Archive for September, 2010

So here’s the thing.  We’re one month away from NaNoWriMo.  That’s when crazy people such as myself write a 50K word novel from start to finish during the month of November.   I did it last year…and it about killed me.

Seriously.  I mean, I loved it.  I loved the renewed feeling of discipline and the creativity of it all.   I felt more like a productive writer that month than I had any other month previously.   It kickstarted a lot of good habits in me, too.   And got me a lot of good exposure for my work.   Best of all I met a lot of other writers whom I consider to be awesome people.

But the pace of it was just too much.   By the end of the month my husband was having to help me hobble from room to room and was literally having to cut my meat for me.   Granted, a lot of that was due to having to cram during the med-free days.  But that essentially meant that, realistically, I had about 12 days in November, where everyone else had 30.   Not that I’m whinging.  (But I am.)

So here’s the deal.  I so badly want to go to NaNoWriMo 2010 events.   And I want to try some of the goals.   But I know I cannot possibly make the full goal AND have a healthy, happy Thanksgiving.  So should I just join NaNoWriMo 10 and do what I can, knowing I have absolutely no intention of finishing?   Or should I just let this parade pass me by?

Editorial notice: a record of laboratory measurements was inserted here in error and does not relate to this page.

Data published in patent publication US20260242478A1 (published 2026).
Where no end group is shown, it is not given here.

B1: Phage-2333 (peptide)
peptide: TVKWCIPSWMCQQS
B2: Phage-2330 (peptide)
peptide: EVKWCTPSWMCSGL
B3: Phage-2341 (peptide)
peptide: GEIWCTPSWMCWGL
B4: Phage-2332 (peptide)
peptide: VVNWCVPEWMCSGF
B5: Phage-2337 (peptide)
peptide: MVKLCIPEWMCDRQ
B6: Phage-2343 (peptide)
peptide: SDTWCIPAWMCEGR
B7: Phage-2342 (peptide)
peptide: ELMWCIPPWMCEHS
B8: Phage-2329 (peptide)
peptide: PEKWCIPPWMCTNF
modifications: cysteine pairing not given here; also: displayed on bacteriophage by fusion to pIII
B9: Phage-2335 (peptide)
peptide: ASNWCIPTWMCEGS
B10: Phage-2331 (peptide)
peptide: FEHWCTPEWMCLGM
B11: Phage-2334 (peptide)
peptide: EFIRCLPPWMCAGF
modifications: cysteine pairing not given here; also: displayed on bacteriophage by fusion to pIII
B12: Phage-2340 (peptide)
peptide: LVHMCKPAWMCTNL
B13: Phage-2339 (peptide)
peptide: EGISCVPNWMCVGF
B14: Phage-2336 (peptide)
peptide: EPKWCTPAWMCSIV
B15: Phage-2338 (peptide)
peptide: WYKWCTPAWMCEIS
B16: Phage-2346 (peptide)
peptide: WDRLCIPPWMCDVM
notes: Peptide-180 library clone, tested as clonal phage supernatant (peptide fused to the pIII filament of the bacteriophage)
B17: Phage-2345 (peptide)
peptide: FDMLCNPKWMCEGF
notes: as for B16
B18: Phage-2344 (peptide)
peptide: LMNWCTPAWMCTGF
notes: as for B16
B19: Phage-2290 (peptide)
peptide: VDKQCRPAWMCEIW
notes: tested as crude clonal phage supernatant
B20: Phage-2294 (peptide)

As far as ethical dilemmas go, this isn’t quite the Waterloo I’m making it out to be.   Nevertheless I am quandrified.

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This past week was spent either bouncing back from a particularly strenuous (to me, the weak sauce sister) week or clearing out volumes of Netflix Videos on Demand.   One of those videos left me even more exhausted and sick of the world.

There exists out there in the Zeitgeist a film about Harlan Ellison.   Now, I’ve always loved Harlan Ellison’s work.   It resonates with me on a couple of different frequencies.  He’s got that lyrical ear for fitting together words in a musical way and he’s also got a great sense of what makes for a great story.    Some of his things irritate me with their LSD coating (“Repent, Harlequin” Said The Tick Tock Man tops that list…)  but most of the Ellison work I do enjoy.   And since I’m on a quest for other writers–and they don’t have Writers’ Bars and Writer Pride Parades where I can find those other living-outside-the-lines people I do things like watch two hours of biographical documentary on Harlan Ellison.

And herein lies my issue.   Ellison is apparently, among other things, a raging arse.   He treats everyone badly.   He yells and swears and abuses folks who will take it because He Is Harlan Ellison, a guy who once wrote a cool episode of Outer Limits…and then two books’ worth of essays on why TV is garbage.   (Way to write off the hand that feeds you, Ellison.)     Even more than that, Ellison appears to be a card-carrying member of the Warren Zevon/Tom Baker school of “Be a drunk and abusive jerk who sleeps with  hundreds of women and breaks their hearts and then when you get old and grizzled and all man-boobed jowly, find a younger woman who will make it all okay.”